Within many of these industry categories, moreover, there are many different types of jobs from marketing to finance and general management to manufacturing. In finance alone, there are some significant differences, too. Harvard Business School, for example sent 14% of its Class of 2011 into private equity and leveraged buyouts. Chicago Booth, on the other hand, sent less than 4% of its MBAs into those fields. Some 7% of Harvard’s MBAs went into hedge funds this year, versus less than 1% at Chicago.

You might think that Stanford’s Graduate School of Business would have the tech business locked up. Not so. As a percentage of its Class of 2011, Berkeley’s Haas School sends more than twice as many grads into the technology industry–32% versus 13%–than Stanford.

And while it may be no surprise that Yale’s School of Management sends the highest percentage of its MBAs into non-profit and public sector jobs–some 10%–it will surprise many to know as the No. 2 school in this arena is MIT Sloan. Some 8% of MIT’s Class of 2011 went into non-profit and government jobs.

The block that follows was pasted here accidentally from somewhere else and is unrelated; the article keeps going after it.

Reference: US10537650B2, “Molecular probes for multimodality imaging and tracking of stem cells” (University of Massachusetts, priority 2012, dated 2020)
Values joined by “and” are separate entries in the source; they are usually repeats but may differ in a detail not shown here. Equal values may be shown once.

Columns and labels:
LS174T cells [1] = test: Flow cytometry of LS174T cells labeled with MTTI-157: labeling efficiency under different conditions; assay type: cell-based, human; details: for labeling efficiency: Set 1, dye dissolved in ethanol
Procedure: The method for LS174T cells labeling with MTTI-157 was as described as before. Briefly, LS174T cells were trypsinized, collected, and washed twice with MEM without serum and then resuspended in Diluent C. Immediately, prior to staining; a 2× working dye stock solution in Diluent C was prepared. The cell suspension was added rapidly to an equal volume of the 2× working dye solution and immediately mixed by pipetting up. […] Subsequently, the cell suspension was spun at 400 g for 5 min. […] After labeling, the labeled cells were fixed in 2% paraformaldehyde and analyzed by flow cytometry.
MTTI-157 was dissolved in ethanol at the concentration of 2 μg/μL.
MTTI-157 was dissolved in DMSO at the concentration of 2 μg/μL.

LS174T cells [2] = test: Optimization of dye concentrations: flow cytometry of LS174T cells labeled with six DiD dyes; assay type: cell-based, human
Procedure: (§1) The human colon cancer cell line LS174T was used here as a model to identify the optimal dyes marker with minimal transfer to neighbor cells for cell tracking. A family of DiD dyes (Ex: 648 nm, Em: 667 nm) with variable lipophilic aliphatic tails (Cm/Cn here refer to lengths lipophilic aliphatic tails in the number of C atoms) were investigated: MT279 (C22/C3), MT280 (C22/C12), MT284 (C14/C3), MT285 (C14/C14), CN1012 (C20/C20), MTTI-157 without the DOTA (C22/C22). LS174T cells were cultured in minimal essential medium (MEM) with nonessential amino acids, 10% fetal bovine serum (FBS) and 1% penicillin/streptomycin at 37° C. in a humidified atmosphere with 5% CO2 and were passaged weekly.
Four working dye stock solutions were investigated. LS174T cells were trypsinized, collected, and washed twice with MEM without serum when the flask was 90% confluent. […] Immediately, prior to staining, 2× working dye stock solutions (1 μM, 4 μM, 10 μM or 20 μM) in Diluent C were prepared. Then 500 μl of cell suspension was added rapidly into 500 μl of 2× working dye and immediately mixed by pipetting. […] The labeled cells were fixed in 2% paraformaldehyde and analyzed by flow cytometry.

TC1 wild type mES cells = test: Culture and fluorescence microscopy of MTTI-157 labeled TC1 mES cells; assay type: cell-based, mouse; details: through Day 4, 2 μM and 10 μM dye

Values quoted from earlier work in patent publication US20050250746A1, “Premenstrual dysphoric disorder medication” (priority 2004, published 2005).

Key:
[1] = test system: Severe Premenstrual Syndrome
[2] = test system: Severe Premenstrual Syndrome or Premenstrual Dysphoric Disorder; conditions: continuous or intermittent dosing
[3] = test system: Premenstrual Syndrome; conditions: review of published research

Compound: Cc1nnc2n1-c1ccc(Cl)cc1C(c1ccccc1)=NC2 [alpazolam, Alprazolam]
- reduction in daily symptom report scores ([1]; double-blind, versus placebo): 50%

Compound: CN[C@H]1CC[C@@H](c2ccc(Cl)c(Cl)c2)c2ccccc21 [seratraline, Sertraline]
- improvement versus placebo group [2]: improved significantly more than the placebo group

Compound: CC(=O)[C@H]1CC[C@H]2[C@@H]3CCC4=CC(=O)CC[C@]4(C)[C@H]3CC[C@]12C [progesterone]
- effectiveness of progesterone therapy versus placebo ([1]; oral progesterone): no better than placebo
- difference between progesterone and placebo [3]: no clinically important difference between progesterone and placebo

Where MBAs From Top Business Schools Go To Work

Financial Services39%36%39%41%19%51%29%16%20%
Consumer Products5%7%7%8%11%8%11%4%1%
Health Care4%4%6%2%7%2%4%7%8%
Real Estate1%1%3%1%2%3%NA3%0%


Financial Services22%35%10%32%39%46%26%29%26%34%
Consumer Products8%8%10%9%6%12%8%5%8%8%
Health Care12%3%3%4%5%2%6%9%2%7%
Real Estate0%1%1%1%2%0%3%0%NA8%

Source: Business schools reporting to Bloomberg BusinessWeek. Non-profit includes public service jobs in the government. Health care includes jobs with pharma and biotech companies. Bold numbers indicate the highest percentage of grads among the schools in the study.


  • Bob

    Hi John,

    Have you released an updated article including this information?


  • Gal,